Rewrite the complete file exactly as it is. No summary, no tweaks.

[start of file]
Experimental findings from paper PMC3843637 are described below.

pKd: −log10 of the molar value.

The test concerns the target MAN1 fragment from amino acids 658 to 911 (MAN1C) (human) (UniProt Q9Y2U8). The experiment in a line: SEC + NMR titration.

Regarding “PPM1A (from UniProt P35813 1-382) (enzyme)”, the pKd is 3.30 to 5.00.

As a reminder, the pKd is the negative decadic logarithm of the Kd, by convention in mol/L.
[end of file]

Experimental findings from paper PMC3843637 are described below.

pKd: −log10 of the molar value.

The test concerns the target MAN1 fragment from amino acids 658 to 911 (MAN1C) (human) (UniProt Q9Y2U8). The experiment in a line: SEC + NMR titration.

Regarding “PPM1A (from UniProt P35813 1-382) (enzyme)”, the pKd is 3.30 to 5.00.

As a reminder, the pKd is the negative decadic logarithm of the Kd, by convention in mol/L.